Poetry Explication: “The Road Not Taken” By Robert Frost
The four time Pulitzer Prize winning poet, Robert Frost, is well known for his picturesque portrayal of rural lifestyle, focusing mainly on the New England region of the United States. “The Road Not Taken”, published in 1916 is one of his earliest written and most highly praised works. It is considered a masterpiece of American Literature and its content is frequently studied by high school and college students to this day. The poem is a closed frame narrative type consisting of four stanzas with a rhyme scheme of ABAAB. While being the most popular of the numerous poems written by Robert Frost, it has also been one of the most misinterpreted and openly interpreted poems of his repertoire. Its main focus is on a man, presumably Frost, who comes upon a fork in the trail while hiking through the woods in mid-autumn. Through use of metaphor, inverted syntax and an abstruse yet halcyon tone, Frost depicts the difficulty of making decisions in life, how those decisions effect your life and how one must live with the choices they make and the chances they take.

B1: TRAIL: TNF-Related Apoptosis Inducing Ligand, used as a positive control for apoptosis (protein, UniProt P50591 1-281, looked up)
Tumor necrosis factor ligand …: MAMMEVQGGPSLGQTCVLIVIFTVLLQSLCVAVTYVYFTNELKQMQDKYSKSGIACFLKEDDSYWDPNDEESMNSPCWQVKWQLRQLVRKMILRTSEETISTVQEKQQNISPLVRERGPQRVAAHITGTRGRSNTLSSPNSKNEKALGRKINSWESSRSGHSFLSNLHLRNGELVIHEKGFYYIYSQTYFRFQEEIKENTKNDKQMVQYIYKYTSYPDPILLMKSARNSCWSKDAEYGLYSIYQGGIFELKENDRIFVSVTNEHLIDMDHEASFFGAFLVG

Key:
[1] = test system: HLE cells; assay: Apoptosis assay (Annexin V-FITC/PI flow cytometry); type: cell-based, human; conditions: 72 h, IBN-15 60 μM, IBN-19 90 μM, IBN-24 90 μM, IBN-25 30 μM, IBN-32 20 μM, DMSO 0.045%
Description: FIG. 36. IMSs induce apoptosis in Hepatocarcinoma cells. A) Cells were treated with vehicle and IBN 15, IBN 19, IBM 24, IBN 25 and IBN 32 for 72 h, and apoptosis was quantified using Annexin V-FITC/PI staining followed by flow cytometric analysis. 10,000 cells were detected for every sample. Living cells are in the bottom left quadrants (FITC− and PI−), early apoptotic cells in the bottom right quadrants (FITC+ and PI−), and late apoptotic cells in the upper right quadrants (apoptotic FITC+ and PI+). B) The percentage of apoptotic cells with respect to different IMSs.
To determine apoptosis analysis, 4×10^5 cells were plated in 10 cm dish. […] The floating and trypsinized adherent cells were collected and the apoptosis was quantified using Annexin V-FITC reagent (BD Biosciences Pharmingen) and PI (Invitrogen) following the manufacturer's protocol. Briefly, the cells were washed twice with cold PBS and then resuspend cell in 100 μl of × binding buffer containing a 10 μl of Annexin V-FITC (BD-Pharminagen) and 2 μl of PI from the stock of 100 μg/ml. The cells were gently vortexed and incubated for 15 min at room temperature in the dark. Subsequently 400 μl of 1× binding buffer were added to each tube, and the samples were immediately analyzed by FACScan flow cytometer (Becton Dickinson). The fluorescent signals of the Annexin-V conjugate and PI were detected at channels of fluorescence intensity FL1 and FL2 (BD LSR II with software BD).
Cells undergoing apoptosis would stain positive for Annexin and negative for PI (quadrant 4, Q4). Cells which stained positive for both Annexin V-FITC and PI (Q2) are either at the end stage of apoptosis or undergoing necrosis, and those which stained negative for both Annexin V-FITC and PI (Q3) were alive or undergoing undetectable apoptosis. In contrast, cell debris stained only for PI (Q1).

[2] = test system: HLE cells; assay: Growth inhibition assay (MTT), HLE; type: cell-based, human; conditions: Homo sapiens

The literal and figurative meanings of this poem have been and can be interpreted in a few different ways. The title itself, “The Road Not Taken”, is many times mistakenly referred to as “The Road Less Traveled”. This mistake causes many people to interpret the poem in a different light than Frost intended and that by taking “…the one less travelled by” Frost has (figuratively) made some life changing decision that is seen as a positive aspect of his journey through life. However, the real title of the poem highlights the road that was not chosen by Frost and that by …”telling this with a sigh”, Frost is actually looking back in regret for not conforming to the rules that have been laid out by society. These two polarized theories of the theme of this compelling poem are neither right nor wrong. Part of the beauty of poems such as this, like famous...
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